Last week Pirates starter Joe Musgrove plunked Chris Owings of the Diamondbacks intentionally. He did it in retaliation for his teammate, Josh Harrison, being hit with a pitch the previous half-inning. Musgrove admitted it was retaliation, in fact, saying that he did it to “protect” his teammate because “that’s how [he] was raised to play the game.”
Yesterday Major League Baseball disciplined Musgrove for that, paying him $1,000. Musgrove happily accepted the fine and said it was an acceptable price to pay for his ability to police the plunking situation.
The ridiculousness of this is that the only reason Musgrove got fined was because he admitted that it was a purpose pitch. If he had used the old saw about it “getting away from him” MLB likely would not have fined him at all. At the same time, as our Matthew Pouliot noted this morning, if Owings had charged the mound and started a fight over it, Musgrove probably would’ve been suspended for six games for setting that off. As if Musgrove is less culpable for a bad act simply because Chris Owings was better able to keep his head than some other player might’ve.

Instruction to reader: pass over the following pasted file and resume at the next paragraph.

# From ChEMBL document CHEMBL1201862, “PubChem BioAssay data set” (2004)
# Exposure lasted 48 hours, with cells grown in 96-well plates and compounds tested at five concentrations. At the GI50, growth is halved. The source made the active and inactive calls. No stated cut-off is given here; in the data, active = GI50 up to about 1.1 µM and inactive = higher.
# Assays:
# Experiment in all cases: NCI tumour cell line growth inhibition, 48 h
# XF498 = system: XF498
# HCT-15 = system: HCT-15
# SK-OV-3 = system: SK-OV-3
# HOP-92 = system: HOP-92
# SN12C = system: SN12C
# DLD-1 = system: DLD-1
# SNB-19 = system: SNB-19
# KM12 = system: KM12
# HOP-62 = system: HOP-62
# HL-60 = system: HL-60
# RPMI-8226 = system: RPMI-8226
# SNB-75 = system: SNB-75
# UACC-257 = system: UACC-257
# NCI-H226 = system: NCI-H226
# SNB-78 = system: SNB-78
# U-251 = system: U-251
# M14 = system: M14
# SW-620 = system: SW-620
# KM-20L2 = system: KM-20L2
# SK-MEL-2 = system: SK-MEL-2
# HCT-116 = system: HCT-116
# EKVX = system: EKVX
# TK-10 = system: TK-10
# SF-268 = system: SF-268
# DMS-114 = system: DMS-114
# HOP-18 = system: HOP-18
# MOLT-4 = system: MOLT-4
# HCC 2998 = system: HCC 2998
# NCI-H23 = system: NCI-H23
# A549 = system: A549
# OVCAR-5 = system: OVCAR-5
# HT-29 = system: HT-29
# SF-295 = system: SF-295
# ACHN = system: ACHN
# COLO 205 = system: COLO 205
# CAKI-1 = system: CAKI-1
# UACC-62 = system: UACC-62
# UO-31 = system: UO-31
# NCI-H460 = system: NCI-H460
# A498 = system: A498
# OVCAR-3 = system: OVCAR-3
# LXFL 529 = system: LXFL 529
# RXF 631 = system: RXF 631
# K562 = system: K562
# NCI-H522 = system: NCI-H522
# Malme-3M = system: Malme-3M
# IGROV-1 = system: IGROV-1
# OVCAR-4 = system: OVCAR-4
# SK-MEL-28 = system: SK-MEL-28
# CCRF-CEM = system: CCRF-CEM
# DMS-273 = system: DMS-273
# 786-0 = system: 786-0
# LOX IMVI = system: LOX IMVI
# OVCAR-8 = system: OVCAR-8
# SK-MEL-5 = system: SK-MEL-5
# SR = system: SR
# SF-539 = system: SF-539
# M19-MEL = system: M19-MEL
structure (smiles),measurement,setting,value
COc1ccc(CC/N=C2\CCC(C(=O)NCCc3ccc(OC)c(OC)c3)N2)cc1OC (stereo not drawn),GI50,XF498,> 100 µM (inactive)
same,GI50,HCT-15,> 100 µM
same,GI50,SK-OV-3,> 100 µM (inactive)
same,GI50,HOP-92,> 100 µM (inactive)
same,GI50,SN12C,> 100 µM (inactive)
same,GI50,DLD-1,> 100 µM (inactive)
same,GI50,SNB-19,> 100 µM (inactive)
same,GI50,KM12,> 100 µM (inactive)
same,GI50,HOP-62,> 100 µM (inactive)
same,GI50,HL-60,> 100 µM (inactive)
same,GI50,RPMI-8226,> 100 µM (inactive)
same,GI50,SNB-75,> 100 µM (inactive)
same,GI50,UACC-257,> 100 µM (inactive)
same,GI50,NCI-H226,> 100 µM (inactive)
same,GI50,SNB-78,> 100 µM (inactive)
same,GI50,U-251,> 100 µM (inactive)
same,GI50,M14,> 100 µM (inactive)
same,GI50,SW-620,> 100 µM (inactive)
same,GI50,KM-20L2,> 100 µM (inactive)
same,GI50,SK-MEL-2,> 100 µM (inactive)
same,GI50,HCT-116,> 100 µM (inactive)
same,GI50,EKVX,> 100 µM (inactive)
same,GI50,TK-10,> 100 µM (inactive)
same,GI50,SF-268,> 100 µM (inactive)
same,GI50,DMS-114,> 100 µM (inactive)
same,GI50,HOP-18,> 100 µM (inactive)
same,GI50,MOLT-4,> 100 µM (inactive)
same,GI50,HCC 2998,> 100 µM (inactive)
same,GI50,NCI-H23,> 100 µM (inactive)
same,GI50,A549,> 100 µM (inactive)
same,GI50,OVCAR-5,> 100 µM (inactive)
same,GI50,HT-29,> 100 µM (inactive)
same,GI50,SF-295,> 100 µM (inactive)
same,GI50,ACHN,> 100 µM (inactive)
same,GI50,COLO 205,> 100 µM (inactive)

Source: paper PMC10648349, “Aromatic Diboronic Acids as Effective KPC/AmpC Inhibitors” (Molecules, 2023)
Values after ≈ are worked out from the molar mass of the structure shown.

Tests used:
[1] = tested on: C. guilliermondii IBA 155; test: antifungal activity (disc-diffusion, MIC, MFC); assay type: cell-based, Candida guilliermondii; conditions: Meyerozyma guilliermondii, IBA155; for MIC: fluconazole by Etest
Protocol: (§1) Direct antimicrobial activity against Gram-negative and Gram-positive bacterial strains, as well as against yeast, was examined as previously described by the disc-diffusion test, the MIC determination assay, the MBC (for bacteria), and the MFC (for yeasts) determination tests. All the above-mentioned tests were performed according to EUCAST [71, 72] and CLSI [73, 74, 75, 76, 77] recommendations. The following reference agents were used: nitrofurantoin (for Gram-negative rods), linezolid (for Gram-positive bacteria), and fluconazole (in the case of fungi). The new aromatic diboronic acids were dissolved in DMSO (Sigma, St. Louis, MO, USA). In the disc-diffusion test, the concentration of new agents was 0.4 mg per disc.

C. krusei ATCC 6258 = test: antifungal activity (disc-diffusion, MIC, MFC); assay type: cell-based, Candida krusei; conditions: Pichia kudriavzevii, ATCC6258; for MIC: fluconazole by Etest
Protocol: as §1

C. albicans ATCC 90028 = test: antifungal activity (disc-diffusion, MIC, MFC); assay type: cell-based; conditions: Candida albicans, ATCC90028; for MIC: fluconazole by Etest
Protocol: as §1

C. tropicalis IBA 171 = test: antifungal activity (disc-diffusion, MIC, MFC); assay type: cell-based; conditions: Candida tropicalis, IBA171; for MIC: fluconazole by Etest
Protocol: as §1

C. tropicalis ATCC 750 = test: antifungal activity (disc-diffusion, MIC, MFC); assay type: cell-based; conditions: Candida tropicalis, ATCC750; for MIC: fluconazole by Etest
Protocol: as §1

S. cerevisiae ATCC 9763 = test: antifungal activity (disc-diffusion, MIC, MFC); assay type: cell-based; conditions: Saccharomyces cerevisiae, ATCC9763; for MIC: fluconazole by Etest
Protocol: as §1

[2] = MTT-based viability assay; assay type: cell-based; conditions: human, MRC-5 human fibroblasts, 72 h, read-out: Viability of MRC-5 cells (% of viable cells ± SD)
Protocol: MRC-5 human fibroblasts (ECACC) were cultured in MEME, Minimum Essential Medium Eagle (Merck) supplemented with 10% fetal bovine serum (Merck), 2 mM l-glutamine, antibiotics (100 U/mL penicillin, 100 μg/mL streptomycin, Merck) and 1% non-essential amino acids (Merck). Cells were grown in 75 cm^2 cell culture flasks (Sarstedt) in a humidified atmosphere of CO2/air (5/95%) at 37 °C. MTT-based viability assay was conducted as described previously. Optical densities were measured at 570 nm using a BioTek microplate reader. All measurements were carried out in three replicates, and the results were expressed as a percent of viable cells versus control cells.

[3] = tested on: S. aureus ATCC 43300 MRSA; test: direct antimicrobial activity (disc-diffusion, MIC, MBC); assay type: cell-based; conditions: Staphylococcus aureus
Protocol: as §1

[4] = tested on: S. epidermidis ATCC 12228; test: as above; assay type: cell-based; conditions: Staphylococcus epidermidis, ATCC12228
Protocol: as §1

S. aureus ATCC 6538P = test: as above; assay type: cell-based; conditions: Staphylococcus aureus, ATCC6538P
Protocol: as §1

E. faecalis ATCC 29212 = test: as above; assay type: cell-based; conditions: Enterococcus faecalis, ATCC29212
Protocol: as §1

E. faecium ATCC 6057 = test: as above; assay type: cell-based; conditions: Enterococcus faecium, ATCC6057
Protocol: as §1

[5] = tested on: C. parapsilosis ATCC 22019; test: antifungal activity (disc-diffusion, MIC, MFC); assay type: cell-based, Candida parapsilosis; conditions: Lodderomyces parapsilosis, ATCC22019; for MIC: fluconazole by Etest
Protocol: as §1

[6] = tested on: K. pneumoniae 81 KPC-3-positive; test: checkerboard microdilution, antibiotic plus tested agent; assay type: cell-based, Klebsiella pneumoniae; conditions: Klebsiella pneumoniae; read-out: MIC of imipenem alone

All of which is to say: Major League Baseball doesn’t care if a pitcher intentionally throws at a hitter. It’s merely concerned with how it all plays out publicly after he does so. A bad quote gets you $1,000. A bad optic in the form of a fight video gets you six games.
Earlier today the Major League Baseball Umpire’s Association made multiple posts on social media registering its displeasure at what it feels was the league’s weak discipline of Manny Machado following his run-in with umpire Bill Welke. It was an unusual statement, as it’s not common for umpires, individual or via their union to comment on such matters.
This evening, in an official statement, the league called it inappropriate:
“Manny Machado was suspended by MLB Chief Baseball Officer Joe Torre, who considered all the facts and circumstances of Machado’s conduct, including precedent, in determining the appropriate level of discipline. Mr. Machado is appealing his suspension and we do not believe it is appropriate for the union representing Major League Umpires to comment on the discipline of players represented by the Players Association, just as it would not be appropriate for the Players Association to comment on disciplinary decisions made with respect to umpires. We also believe it is inappropriate to compare this incident to the extraordinarily serious issue of workplace violence.”
That final bit, about workplace violence, is something that I didn’t really consider when I read the umps’ statements, but it’s a damn good point. In an age where people are literally shooting up workplaces, umpires making reference to that kind of thing in response to a player throwing a bat is pretty rich indeed. And in pretty poor taste.